Culture and Customer Service

My husband and I have a goal to travel overseas at least once per year.  Last year we had the opportunity to visit Barcelona. The Travel Channel had highlighted Spain as a culinary travel destination, so of course my husband being a big foodie wanted to go.  We were not disappointed.  We ate at Taller de Tapas, La Taverna del Clinic, and Ca l’Isidre.  What we found interesting during our trip was that even the 4-5 star restaurants seemed to take forever in bringing us the check.

At first, we joked that we were probably just inpatient Americans wanting to rush a meal.  We noticed how Catalans take their time to enjoy a cigarette with coffee after dinner.  My husband and I wondered if the waiter or waitress was waiting to see if we would smoke after dinner (we do not smoke).  After enjoying such wonderful dinners in Barcelona we felt awkward labeling the long delay for our check as poor customer service.  Was Barcelona a place not concerned with good customer service?

El compte, si us plau.

After conducting some research, I learned it is customary in Barcelona for diners to initiate the request for the check.  In fact, it is considered rude for the waiter or waitress to bring the check before diners ask for it.

“The customer is always right in Spain….The waiter will not bring the bill until he is asked to bring the bill by one of the diners.”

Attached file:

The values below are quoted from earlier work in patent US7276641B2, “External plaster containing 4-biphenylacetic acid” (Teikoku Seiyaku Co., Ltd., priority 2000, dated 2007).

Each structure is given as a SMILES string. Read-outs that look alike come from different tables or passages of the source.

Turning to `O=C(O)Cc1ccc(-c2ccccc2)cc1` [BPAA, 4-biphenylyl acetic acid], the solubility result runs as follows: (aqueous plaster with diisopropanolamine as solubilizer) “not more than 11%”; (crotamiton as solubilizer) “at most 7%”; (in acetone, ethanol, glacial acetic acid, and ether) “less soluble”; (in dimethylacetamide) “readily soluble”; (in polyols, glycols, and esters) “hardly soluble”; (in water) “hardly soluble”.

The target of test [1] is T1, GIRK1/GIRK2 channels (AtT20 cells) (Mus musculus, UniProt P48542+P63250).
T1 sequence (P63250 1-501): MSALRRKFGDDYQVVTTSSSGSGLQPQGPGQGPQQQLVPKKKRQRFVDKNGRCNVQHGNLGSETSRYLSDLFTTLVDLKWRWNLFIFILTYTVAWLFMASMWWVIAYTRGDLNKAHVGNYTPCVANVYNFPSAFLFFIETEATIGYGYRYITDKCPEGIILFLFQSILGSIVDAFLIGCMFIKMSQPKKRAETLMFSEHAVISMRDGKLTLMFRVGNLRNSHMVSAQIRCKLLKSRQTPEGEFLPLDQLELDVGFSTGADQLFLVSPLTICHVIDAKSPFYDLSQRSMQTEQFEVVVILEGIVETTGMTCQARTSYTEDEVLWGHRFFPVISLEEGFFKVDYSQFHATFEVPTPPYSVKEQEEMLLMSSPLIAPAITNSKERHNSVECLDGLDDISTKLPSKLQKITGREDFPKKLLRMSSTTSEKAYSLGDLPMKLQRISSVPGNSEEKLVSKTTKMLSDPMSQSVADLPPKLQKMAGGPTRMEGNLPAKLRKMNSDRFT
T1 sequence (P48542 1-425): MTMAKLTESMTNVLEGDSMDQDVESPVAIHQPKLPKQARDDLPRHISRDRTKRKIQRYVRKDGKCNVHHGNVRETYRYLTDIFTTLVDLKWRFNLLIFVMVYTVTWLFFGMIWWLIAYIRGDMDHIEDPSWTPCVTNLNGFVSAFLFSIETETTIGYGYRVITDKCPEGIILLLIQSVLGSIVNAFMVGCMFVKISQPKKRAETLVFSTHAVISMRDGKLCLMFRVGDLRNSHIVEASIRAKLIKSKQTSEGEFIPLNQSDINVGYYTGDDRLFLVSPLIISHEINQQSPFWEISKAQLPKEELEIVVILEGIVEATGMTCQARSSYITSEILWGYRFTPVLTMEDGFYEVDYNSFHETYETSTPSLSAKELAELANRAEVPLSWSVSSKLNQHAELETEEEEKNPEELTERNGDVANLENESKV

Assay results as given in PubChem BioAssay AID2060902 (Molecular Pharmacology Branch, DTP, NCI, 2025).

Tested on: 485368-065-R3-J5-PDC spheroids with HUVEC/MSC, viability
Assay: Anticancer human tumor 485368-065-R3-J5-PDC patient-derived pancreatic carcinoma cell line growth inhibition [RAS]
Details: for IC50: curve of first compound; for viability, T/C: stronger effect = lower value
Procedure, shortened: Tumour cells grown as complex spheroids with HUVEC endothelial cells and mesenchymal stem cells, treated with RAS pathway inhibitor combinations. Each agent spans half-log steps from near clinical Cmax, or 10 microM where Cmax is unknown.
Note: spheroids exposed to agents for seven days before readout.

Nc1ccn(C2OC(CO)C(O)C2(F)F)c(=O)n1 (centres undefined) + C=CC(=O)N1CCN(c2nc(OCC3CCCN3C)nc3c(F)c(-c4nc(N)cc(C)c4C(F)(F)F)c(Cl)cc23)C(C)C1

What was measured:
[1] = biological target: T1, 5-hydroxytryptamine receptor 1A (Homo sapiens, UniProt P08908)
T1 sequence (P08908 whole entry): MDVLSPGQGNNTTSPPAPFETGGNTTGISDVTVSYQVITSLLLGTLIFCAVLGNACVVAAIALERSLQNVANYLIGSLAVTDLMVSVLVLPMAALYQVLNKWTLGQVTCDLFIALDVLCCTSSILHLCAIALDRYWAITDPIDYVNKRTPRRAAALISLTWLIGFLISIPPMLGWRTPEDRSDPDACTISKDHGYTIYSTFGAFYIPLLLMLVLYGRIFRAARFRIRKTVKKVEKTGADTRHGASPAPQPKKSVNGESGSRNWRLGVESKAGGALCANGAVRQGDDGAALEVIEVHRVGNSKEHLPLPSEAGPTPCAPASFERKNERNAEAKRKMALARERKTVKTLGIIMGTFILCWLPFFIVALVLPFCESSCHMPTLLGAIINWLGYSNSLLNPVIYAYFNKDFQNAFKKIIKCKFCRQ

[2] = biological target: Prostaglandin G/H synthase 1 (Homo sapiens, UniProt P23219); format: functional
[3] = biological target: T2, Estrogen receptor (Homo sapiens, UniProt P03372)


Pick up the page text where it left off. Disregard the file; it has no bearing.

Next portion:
Source: TripAdvisor, Spain: Guide to Etiquette in Spain.

This was so interesting to me because I felt the opposite was true of my experience in American restaurants.  Hence, my disappointment with the waiter or waitress not promptly bringing our check.  Here in the U.S., waiters or waitresses anticipate when diners want the check and often initiate the conversation.  In Barcelona, the dining party is supposed to initiate the request.

Given my area of work, I think about how businesses are leveraging social technologies to scale customer service.  Learning from my experience in Barcelona, I am now more careful not to assume that good customer service interactions will be defined in other parts of the world the same way we define it in the U.S.


The flow of air traffic

Now that I am a frequent flyer, I think it’s interesting to observe the world’s air traffic.  This satellite video shows air traffic around the world for a 24-hour period in 2008 (condensed into one minute).  Notice how the heaviest concentrations of flights occur where there is daylight and how flights disperse from these hubs during the night.  The flow of air traffic from North America to Europe and back in this video illustrates how we follow the light.